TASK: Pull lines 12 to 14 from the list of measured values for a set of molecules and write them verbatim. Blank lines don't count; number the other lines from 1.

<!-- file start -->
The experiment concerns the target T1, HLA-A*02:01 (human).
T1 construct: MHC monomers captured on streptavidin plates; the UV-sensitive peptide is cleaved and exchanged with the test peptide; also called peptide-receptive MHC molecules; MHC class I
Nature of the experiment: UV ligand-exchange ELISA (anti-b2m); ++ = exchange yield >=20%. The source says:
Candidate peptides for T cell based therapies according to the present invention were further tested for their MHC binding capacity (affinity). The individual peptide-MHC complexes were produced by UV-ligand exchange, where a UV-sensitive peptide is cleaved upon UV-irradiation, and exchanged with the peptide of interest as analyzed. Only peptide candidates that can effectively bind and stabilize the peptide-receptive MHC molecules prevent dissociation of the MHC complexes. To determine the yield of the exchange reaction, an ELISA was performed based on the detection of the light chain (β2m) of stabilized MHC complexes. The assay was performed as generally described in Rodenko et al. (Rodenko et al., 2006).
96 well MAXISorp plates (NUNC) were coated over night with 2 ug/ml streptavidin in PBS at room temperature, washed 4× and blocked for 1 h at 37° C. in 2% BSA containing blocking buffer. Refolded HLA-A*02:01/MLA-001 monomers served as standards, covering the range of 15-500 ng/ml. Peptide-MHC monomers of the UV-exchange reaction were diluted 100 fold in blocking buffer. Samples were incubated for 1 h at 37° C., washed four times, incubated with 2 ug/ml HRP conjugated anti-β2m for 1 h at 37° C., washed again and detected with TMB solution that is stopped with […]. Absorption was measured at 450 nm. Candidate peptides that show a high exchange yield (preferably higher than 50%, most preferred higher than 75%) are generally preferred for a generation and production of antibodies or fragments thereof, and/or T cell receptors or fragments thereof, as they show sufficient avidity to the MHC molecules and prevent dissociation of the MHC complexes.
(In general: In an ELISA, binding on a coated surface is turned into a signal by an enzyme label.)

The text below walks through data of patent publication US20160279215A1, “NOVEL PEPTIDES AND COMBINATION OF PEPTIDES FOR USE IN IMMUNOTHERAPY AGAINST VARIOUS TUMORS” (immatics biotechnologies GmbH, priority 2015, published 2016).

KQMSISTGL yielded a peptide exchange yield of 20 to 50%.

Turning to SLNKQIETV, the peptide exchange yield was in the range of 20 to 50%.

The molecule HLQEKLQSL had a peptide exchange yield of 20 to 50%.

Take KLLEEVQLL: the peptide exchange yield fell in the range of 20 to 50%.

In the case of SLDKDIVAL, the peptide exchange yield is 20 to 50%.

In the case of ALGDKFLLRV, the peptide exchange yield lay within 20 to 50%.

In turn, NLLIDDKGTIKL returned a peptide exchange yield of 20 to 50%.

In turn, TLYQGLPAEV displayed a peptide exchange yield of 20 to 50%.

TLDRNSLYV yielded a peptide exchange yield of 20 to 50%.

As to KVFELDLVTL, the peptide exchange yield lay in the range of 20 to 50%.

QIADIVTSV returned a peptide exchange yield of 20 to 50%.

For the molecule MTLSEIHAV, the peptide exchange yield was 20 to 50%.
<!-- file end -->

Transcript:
In the case of SLDKDIVAL, the peptide exchange yield is 20 to 50%.

In the case of ALGDKFLLRV, the peptide exchange yield lay within 20 to 50%.

In turn, NLLIDDKGTIKL returned a peptide exchange yield of 20 to 50%.